Gordon Campbell | Parliament TV | Parliament Today | Video | Questions Of the Day | Search

 


Need for Tax Grab Submissions

Cullen Forced to Accept Need for Tax Grab Submissions

ACT Finance spokesman Rodney Hide said today that it was pleasing that taxpayers are now likely to at least have a say about the largest retrospective tax grab in New Zealand’s history.

“Michael Cullen announced the grab on Monday, after submissions on the relevant tax bill had closed last Friday. The Minister’s announcement was clearly timed to stop the many people affected from voicing their opinions about this retrospective $200 million tax grab. Now pressure from ACT has forced the Minister to back down and accept that the Finance and Expenditure Committee may well choose to follow my advice and re-open the Bill for submissions.

“The extra tax on the tourist industry is estimated at $150 million and the extra on schools is estimated at $50 million. This is a huge sum to claim retrospectively.

“The argument is that the Government doesn’t have the power nor the right to this money. This money has been taken unlawfully. Rather than give it back, this cash-strapped government is changing the law retrospectively so that it gets to keep it.

“This is legally, economically, and morally absurd. How can anyone pay their taxes with confidence if the tax laws can be changed to a taxpayer’s disadvantage back 15 years? The move is bad economically because it sends a powerful signal that doing business in New Zealand is a big risk because this government shows itself to be quite prepared to raise taxes upon taxpayers retrospectively. It is morally wrong because the money taken has been taken unlawfully and this government just won’t up and admit it.

“The anomalies created are huge. Schools that never paid the GST on foreign students won’t have to pay it. Those who paid the GST but received their lawful refund by 14 May will get to keep their refund. But those who have paid the tax and have yet to receive their refund will lose out. This is arbitrary, highly discriminatory and just plain unfair.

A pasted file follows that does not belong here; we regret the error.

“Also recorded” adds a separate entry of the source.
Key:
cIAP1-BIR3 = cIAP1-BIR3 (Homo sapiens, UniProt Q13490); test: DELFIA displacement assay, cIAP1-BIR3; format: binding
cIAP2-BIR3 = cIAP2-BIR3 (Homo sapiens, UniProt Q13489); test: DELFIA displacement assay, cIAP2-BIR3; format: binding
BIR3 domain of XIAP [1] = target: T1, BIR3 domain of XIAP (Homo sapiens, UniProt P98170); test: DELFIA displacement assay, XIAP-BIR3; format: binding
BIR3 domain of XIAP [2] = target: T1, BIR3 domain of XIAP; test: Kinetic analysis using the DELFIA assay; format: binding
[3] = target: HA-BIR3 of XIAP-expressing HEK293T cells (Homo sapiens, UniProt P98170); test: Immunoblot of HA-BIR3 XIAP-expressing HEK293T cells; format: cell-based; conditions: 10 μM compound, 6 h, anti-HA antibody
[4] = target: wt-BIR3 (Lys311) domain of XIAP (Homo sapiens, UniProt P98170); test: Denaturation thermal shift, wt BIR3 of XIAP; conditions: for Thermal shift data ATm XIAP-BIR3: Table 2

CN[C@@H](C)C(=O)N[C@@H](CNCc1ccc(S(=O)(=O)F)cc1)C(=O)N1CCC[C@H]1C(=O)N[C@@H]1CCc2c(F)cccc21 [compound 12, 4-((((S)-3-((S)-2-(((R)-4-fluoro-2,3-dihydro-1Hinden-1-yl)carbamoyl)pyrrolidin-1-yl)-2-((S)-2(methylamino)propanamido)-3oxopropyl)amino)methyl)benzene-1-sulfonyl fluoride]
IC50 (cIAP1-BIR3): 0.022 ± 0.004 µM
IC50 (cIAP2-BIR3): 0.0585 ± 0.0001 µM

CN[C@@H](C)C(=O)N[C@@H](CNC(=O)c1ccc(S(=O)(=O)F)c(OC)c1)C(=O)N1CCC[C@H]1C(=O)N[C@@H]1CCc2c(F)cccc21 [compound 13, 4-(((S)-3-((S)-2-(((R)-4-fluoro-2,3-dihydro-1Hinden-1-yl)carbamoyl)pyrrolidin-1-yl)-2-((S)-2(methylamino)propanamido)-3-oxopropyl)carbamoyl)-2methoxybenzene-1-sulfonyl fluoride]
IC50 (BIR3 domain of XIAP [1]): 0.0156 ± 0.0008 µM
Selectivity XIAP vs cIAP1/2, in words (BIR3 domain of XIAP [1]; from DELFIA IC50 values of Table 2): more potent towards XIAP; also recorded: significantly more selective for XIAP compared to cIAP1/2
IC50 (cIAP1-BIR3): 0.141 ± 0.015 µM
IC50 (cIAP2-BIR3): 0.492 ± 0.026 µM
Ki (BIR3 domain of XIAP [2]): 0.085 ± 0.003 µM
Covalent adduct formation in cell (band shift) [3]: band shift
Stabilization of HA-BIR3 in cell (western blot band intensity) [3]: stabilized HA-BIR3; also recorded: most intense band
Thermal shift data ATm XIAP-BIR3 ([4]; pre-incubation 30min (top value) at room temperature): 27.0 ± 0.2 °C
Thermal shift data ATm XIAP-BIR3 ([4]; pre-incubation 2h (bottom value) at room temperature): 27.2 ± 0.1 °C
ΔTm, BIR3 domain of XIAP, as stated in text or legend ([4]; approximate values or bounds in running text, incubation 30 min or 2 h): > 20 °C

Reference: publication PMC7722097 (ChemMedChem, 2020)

“I will be pressing for the committee to hear submissions. There certainly is time.

“The ACT party will be fighting this $200 million retrospective tax grab every step of the way. I just hope for the country’s sake, that we can make the government see sense on it,” said Rodney Hide.

ENDS


© Scoop Media

 
 
 
 
 
Parliament Headlines | Politics Headlines | Regional Headlines

 

Breed Laws Don’t Work: Vets On New National Dog Control Plan

It is pleasing therefore to see Louise Upston Associate Minister for Local Government calling for a comprehensive solution... However, relying on breed specific laws to manage dog aggression will not work. More>>

ALSO:

Not Waiting On Select Committee: Green Party Releases Medically-Assisted Dying Policy

“Adults with a terminal illness should have the right to choose a medically assisted death,” Green Party health spokesperson Kevin Hague said. “The Green Party does not support extending assisted dying to people who aren't terminally ill because we can’t be confident that this won't further marginalise the lives of people with disabilities." More>>

ALSO:

General Election Review: Changes To Electoral Act Introduced

More effective systems in polling places and earlier counting of advanced votes are on their way through proposed changes to our electoral laws, Justice Minister Amy Adams says. More>>

Gordon Campbell: On Our Posturing At The UN

In New York, Key basically took an old May 2 Washington Post article written by Barack Obama, recycled it back to the Americans, and still scored headlines here at home… We’ve had a double serving of this kind of comfort food. More>>

ALSO:

Treaty Settlements: Bills Delayed As NZ First Pulls Support

Ngāruahine, Te Atiawa and Taranaki are reeling today as they learnt that the third and final readings of each Iwi’s Historical Treaty Settlement Bills scheduled for this Friday, have been put in jeopardy by the actions of NZ First. More>>

ALSO:

Gordon Campbell: On The Damage De-Regulation Is Doing To Fisheries And Education, Plus Kate Tempest

Our faith in the benign workings of the market – and of the light-handed regulation that goes with it – has had a body count. Back in 1992, the free market friendly Health Safety and Employment Act gutted the labour inspectorate and turned forestry, mining and other workplace sites into death traps, long before the Pike River disaster. More>>

Get More From Scoop

 

LATEST HEADLINES

 
 
 
 
 
 
 
 
 
Parliament
Search Scoop  
 
 
Powered by Vodafone
NZ independent news